Search

Is Nothing Sacred?

July 12, 2005
July 12, 2005

Table of Contents
July 12, 2005

Contents
Tournaments
Update
Preview
2005 British Open
Road Trip
Features/Road Trip
Features/Ernie Els
Features/Jack Niklaus
Features/First Person
Departments

Is Nothing Sacred?

Even the home of golf, the Old Course at St. Andrews, couldn't escape the wave of renovations sweeping championship venues. SI sent "Gorjus" George Lucas to Scotland to map the major changes

This is an article from the July 12, 2005 issue

2. From tip to tip the new tee is 43 yards behind the old one, transforming the hole from a ho-hummer into a little devil. From the old tee, guys could see the left side of the wide fairway and Cheape's bunker, and would rip a three-wood, confident that they could avoid the famous trap. Now they can't see anything but a 200-yard expanse of nasty gorse. The blind shot will force players to do some homework in practice to find a patch of gorse at which to aim. They'll have to cut a driver into the prevailing wind to steer clear of Cheape's.

4. If the prevailing headwind blows, this will be the most whined-about tee shot in the history of the majors. Eighteen yards have been added to the hole, meaning it will take a 290-yard carry to get over the sprawling, rough-covered mounds in the middle of the fairway and reach the landing area. There's a 15-yard-wide sliver of fairway to the right and short of the mounds, but even Scott Verplank wouldn't try to thread that needle. Most guys will bail out left toward the adjacent 15th fairway, which is why I measured a sprinkler over there.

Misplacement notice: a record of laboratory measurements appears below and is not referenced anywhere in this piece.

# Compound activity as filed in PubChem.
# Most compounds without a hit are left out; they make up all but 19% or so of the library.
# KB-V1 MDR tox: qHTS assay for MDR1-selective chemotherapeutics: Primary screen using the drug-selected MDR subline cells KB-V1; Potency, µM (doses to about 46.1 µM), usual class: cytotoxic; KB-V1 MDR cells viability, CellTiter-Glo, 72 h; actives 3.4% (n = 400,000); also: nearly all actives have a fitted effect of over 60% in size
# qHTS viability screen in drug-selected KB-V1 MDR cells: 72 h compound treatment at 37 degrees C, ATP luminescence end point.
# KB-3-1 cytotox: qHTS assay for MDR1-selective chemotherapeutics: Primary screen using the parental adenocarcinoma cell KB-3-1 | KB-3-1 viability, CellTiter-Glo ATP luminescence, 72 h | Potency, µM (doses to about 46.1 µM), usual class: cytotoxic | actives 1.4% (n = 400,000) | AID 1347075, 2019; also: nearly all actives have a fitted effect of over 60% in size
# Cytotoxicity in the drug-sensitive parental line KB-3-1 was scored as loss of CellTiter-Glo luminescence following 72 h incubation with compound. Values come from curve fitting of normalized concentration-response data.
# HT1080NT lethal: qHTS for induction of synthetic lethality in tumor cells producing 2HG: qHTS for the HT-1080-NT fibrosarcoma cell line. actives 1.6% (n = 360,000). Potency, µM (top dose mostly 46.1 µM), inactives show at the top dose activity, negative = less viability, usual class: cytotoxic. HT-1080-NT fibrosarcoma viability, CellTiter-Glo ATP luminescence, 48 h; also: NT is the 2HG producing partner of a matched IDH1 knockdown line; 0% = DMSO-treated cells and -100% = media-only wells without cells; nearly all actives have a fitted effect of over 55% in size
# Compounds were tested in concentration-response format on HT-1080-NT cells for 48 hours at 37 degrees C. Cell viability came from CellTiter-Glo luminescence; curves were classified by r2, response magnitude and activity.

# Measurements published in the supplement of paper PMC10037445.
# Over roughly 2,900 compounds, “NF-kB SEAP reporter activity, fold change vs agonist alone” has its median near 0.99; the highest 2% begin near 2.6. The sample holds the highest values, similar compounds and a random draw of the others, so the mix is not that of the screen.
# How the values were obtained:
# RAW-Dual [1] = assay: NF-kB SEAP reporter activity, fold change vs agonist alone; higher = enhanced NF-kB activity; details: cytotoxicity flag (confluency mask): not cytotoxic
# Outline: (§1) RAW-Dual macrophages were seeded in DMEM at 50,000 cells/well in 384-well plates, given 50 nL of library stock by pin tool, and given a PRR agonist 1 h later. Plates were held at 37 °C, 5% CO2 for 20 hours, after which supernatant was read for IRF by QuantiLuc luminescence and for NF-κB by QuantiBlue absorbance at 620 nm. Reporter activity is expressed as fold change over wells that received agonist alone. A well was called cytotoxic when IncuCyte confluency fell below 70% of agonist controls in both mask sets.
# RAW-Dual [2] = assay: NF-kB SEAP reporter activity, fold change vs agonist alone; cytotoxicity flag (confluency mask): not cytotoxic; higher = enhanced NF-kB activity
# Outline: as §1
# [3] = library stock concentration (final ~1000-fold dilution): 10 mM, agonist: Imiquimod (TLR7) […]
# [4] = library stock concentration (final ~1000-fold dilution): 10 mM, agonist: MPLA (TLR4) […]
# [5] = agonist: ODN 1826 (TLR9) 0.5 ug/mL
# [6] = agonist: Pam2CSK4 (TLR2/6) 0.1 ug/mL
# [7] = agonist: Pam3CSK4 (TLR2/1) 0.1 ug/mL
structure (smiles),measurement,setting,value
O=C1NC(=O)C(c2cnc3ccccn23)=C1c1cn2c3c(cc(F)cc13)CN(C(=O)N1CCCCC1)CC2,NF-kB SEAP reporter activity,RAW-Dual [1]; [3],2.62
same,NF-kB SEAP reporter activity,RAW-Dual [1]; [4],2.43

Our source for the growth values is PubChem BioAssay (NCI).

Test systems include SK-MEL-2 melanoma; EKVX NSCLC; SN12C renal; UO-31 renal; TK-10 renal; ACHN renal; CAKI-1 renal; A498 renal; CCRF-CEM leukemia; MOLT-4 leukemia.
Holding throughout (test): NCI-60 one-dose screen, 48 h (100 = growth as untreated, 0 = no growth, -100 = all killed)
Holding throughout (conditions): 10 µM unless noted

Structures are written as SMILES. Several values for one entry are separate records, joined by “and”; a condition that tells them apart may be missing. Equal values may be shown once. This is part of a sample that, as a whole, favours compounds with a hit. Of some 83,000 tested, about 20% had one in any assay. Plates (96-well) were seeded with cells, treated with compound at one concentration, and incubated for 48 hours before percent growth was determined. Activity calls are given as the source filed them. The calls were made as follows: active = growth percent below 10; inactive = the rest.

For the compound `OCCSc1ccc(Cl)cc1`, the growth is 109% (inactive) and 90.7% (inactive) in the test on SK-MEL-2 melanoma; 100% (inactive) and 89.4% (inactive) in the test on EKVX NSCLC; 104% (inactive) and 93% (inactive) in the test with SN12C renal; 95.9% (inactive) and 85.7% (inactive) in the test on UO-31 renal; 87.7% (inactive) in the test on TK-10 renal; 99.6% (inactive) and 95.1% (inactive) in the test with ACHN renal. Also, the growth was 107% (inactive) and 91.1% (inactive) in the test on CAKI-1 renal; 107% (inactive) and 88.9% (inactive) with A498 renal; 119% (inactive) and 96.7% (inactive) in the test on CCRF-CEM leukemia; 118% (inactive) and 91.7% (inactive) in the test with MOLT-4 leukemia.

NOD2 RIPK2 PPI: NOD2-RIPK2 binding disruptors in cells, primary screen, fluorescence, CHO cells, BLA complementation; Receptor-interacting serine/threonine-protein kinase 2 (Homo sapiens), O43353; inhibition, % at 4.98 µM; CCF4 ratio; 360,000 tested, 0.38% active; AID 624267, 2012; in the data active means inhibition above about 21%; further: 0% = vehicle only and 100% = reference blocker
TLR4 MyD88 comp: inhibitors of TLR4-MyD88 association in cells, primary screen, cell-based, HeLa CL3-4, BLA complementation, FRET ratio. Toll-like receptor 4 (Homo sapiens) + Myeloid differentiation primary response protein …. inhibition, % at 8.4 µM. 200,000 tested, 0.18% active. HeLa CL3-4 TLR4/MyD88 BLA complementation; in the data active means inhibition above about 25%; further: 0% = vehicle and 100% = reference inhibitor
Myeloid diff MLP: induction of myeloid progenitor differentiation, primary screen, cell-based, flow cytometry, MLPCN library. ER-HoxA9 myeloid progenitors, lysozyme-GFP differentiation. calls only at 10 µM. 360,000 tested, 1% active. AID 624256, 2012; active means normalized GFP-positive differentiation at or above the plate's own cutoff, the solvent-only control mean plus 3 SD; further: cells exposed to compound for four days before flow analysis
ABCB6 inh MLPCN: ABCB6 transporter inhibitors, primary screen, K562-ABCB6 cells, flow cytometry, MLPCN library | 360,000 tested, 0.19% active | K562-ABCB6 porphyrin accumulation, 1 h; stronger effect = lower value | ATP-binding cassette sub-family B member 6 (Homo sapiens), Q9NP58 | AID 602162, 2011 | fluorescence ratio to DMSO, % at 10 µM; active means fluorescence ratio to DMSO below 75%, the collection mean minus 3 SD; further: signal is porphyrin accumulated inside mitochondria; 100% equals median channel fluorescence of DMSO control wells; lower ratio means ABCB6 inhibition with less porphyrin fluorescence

12. Before the 12th was lengthened by 37 yards, it was the most routine hole on the course. Now it presents an array of options and requires precise thinking and execution. A few big kahunas will still try to drive the green, but a slight push or pull will end up in gorse so thick and thorny that sheep won't eat it. The rest of the field will use a long iron or a hybrid club and try to land in the 33-yard-deep area between the fairway bunkers, which contains the perfectly flat Mayor's Office. That'll leave a 100-yard punch to the green.

14. The R&A is billing the 14th--which I think is one of the best par-5s on earth--as the Longest Hole in Open Championship history, replacing the 601-yard 6th at Royal Troon, but it's not. The R&A says 14 is 618 yards long, or 37 yards longer than it was in 2000. In fact, the hole is only 24 yards longer, measuring 605 from a point three yards from the back edge of the tee, down the geometric center line of the hole to the geometric center of the green. (That's how I've always measured a hole.)

COLOR ILLUSTRATIONGeorge Lucas  My fave, but it's not 618 yards!  THREE COLOR ILLUSTRATIONSGeorge LucasCOLOR PHOTODAVID WALBERGYARDOLOGIST Lucas (with Woody) has made the tour pros' yardage books since 1976. He measured St. Andrews in April.